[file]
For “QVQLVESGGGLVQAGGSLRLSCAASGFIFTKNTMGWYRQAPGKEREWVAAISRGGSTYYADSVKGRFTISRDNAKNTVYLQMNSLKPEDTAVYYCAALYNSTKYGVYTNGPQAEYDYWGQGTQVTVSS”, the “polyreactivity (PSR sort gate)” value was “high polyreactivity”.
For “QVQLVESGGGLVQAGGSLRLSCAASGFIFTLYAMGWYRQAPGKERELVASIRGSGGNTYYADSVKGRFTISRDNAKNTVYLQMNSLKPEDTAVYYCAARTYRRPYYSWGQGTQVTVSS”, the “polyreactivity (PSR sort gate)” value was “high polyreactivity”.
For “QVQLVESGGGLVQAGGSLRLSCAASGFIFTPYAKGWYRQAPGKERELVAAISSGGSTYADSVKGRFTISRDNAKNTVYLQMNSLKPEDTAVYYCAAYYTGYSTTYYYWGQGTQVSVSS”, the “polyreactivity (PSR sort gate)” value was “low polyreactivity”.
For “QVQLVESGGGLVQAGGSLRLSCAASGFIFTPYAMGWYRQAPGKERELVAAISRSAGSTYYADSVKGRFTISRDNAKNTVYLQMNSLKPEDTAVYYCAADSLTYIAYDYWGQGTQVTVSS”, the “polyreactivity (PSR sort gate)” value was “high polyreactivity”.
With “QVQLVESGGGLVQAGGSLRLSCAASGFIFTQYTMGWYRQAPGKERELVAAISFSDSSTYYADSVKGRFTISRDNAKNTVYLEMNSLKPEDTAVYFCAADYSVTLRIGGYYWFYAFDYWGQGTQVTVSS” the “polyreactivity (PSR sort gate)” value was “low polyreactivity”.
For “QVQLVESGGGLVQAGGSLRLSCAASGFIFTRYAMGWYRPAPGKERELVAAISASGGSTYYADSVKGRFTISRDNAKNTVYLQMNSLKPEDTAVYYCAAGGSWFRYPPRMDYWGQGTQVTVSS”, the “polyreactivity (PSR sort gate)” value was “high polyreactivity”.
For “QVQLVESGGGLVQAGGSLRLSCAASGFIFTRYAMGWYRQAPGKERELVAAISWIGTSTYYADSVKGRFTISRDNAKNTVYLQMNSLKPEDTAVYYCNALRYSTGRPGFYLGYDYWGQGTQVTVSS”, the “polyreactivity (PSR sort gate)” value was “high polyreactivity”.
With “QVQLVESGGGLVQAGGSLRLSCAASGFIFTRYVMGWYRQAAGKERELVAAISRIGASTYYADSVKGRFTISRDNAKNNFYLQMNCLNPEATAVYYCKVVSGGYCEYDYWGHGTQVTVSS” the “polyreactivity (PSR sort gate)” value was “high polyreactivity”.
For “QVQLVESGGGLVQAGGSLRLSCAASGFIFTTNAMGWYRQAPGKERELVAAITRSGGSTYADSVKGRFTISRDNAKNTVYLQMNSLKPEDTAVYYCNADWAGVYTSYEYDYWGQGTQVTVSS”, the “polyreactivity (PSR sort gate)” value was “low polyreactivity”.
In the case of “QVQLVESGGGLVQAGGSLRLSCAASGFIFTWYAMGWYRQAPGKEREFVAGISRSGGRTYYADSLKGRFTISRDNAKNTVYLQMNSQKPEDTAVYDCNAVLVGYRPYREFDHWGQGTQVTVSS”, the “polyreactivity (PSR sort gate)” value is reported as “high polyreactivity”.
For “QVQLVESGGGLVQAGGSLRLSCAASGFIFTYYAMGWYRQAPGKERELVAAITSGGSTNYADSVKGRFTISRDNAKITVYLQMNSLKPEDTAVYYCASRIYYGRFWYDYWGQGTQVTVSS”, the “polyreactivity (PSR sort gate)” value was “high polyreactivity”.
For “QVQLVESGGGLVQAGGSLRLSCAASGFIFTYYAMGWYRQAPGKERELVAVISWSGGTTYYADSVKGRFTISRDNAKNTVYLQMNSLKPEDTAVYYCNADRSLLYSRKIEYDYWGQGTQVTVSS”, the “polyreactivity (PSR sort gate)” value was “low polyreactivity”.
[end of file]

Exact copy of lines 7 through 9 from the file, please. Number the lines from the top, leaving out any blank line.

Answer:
For “QVQLVESGGGLVQAGGSLRLSCAASGFIFTRYAMGWYRQAPGKERELVAAISWIGTSTYYADSVKGRFTISRDNAKNTVYLQMNSLKPEDTAVYYCNALRYSTGRPGFYLGYDYWGQGTQVTVSS”, the “polyreactivity (PSR sort gate)” value was “high polyreactivity”.
With “QVQLVESGGGLVQAGGSLRLSCAASGFIFTRYVMGWYRQAAGKERELVAAISRIGASTYYADSVKGRFTISRDNAKNNFYLQMNCLNPEATAVYYCKVVSGGYCEYDYWGHGTQVTVSS” the “polyreactivity (PSR sort gate)” value was “high polyreactivity”.
For “QVQLVESGGGLVQAGGSLRLSCAASGFIFTTNAMGWYRQAPGKERELVAAITRSGGSTYADSVKGRFTISRDNAKNTVYLQMNSLKPEDTAVYYCNADWAGVYTSYEYDYWGQGTQVTVSS”, the “polyreactivity (PSR sort gate)” value was “low polyreactivity”.